One of my all-time favourite characters in fiction is the lawyer Horace Rumpole – popularly known as Rumpole of the Bailey – and I’m sure some of you will remember the TV series in which Rumpole was portrayed so brilliantly by Leo McKern.
those of you unfamiliar with Rumpole let me give a bit of background. Horace
Rumpole is a character in a series of wonderful books by the writer and
barrister John Mortimer. Rumpole is also a barrister, working from his chambers
in Equity Court, and he likes nothing better than defending his clients in the
Central Criminal Court at the Old Bailey. Indeed, his skill at defending his
clients – and he only ever defends, never prosecutes, is legendary among the
criminal classes. He is famed for his success in his greatest ever case, the
Penge Bungalow murders, and for his forensic knowledge of typewriters.
raise Rumpole this morning because he had a golden rule – one which the lawyer
in our gospel reading perhaps ought to have been more aware of. And his golden
rule was this. When in court, “Never ask a question of a witness unless you
already know the answer.”
In this Sunday’s gospel reading from Luke we hear how Jesus makes it clear that following him is a commitment from which there should be no turning back. You cannot follow Jesus just a bit – it’s all or nothing.
Last Sunday was Trinity Sunday. And this year I chose to preach on one of the great hymns about the Trinity known as St Patrick’s Breastplate. Here’s what I said.
The BBC has been in the news of late over licence fees for the over 75s. But one piece of BBC news you may have missed is that it is giving you the opportunity to vote for your favourite hymn. At least it is, if your favourite hymn is on the shortlist of the 100 most featured hymns and worship songs from the last five years of Songs of Praise.
The vote is open until the end of this month, so do go and
have a look and see if your favourite hymn is there. The vote was brought to my
attention by our school head this week when I went in to lead collective
worship. So I went home and had a look – and sure enough, my current favourite
is there, so I’ve voted for it.
Coincidentally, I also received a week ago an email from our Church Copyright Licence company listing their top 20 most used hymns and songs in the UK. And my current favourite is there too – at no 1. And as you’re probably wondering by now what it is, let me tell you.
This is the day – Pentecost – when the Holy Spirit takes centre stage. This great feast in the Christian Year, when we celebrate the Holy Spirit coming upon the disciples on the Jewish Festival of Pentecost, which came seven weeks after Passover and celebrated both the wheat harvest and the giving of the Torah, the Law, on Mount Sinai. It was one of three pilgrimage festivals when Jews came to the Temple in Jerusalem – Passover, Pentecost and Tabernacles – in Hebrew Pesach, Shavuot and Sukkot. Pentecost is the Greek word for this feast and is derived from the Greek word for 50 – the feast of 50 days – seven weeks after Passover, and for us 50 days after Easter. For me using my seven times table it comes to 49, but if we count Easter Sunday as Day 1 then you will find that this is Day 50 after Easter! I know some of you like to know this sort of thing.
are a person who notices detail, you may have realised that during the Easter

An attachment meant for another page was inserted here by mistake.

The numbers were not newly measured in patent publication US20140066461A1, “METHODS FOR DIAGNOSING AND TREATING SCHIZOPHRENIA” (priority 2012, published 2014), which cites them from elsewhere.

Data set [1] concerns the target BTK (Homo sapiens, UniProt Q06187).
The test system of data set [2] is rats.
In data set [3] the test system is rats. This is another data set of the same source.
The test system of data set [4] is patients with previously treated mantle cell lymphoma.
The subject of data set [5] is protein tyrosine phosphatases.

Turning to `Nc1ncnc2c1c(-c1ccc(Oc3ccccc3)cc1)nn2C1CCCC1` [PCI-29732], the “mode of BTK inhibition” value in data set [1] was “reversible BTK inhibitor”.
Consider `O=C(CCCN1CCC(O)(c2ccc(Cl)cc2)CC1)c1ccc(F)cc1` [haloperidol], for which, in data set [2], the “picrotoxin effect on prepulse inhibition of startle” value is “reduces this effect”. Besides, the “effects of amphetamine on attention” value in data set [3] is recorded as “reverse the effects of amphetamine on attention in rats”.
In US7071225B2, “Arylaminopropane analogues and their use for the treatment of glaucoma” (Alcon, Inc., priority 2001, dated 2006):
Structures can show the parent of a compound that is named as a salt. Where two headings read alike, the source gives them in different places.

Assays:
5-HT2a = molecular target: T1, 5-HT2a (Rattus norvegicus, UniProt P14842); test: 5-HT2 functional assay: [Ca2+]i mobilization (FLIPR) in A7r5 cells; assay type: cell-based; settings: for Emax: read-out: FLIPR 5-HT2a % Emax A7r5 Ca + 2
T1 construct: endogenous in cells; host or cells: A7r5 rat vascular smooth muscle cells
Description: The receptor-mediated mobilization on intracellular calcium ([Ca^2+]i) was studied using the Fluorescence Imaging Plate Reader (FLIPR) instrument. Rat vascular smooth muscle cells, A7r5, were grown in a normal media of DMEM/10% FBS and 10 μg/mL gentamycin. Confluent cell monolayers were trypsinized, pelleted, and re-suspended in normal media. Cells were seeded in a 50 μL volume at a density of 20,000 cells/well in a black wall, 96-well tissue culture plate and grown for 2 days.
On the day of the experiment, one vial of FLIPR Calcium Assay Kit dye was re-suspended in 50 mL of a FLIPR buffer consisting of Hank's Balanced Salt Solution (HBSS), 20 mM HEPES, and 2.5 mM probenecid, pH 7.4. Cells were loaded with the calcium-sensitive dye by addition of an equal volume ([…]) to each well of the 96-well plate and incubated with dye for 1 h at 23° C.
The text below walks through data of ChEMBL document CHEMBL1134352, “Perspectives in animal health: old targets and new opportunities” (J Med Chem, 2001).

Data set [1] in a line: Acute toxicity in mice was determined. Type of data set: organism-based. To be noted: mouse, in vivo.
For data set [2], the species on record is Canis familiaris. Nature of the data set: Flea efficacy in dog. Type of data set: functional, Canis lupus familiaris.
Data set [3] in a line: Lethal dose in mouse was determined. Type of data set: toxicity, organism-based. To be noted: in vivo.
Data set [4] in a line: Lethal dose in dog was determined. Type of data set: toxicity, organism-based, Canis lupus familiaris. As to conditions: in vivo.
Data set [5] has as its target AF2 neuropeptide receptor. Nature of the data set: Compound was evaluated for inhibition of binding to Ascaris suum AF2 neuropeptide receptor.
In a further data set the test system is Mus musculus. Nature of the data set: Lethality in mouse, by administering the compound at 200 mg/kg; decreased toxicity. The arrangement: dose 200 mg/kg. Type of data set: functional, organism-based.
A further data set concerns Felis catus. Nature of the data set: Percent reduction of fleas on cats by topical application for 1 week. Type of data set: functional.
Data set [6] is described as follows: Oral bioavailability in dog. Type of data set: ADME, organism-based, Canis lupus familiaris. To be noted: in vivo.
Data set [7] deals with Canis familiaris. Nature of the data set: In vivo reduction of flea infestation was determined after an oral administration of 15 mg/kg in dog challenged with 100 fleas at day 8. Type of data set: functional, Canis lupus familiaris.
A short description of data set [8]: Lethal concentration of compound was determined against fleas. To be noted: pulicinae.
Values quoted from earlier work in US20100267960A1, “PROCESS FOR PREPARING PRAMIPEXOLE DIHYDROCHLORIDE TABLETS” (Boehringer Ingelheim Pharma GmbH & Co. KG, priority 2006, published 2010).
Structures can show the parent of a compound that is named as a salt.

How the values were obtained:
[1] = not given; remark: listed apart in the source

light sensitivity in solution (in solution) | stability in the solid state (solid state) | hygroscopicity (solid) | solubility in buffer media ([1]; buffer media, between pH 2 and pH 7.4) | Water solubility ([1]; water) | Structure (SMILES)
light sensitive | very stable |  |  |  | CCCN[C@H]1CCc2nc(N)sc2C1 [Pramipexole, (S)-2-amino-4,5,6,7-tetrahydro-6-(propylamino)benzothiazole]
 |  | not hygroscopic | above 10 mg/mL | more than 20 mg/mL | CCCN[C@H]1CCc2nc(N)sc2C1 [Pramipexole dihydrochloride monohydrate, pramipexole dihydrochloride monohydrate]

Season there is no reading from the Old Testament in our Sunday Services. This
isn’t a downgrading of the Hebrew Scriptures which are foundational to our
Christian faith, but instead an elevation of the story of the young Christian
church. During the Easter Season we hear each Sunday, and weekdays too if you
come to a weekday Mass, portions of the Acts of the Apostles, the book that is
part two of the Gospel of Luke.
Every Saturday night, as I cook our Saturday Supper, I close the kitchen door and put on some good, loud music to cook by. And you can’t help but notice just how many of the great songs released over the past fifty years or so have something to do with love.
There seem to have been more songs written about love –
whether requited or unrequited love – than about anything else. There are
thousands of them – and many of them instantly forgettable, though some of them
have stood the test of time.
“All you need is love”, sang the Beatles, tuning in to the
mood of the Sixties but rather missing the point that life is not quite that
simple. And, I suspect, thinking of love as warm feelings, feelings of
kindness, a desire to do good to others, even, perhaps, as desire for others,
but without any of the sense of deep commitment that Jesus calls his disciples
to in today’s Gospel reading. Perhaps Michael Ball was closer to the Christian
concept of love when he sang the words of Andrew Lloyd Webber: “Love, love
changes everything, how I live, and how I die”.
As a child I was hopeless at sport – sport was simply not my thing. The best I ever managed at secondary school was the report in my first year where the sports master had written for Gym: He has absolutely no aptitude for this subject but he tries his best. And it wasn’t helped by the fact that my sister was a superb athlete who ran for the county! People always assumed that I would be able to run as fast as my sister!
But I was the one nobody wanted on their team. When I was at primary school we used that iniquitous system of two people being chosen as captains for football, and then they picked their teams. And of course, when it came to choosing who was going to be in your football team it was never going to be me, because I couldn’t play an even half-decent game of football if my life depended on it. I always knew that I wouldn’t get picked but that didn’t make it any easier.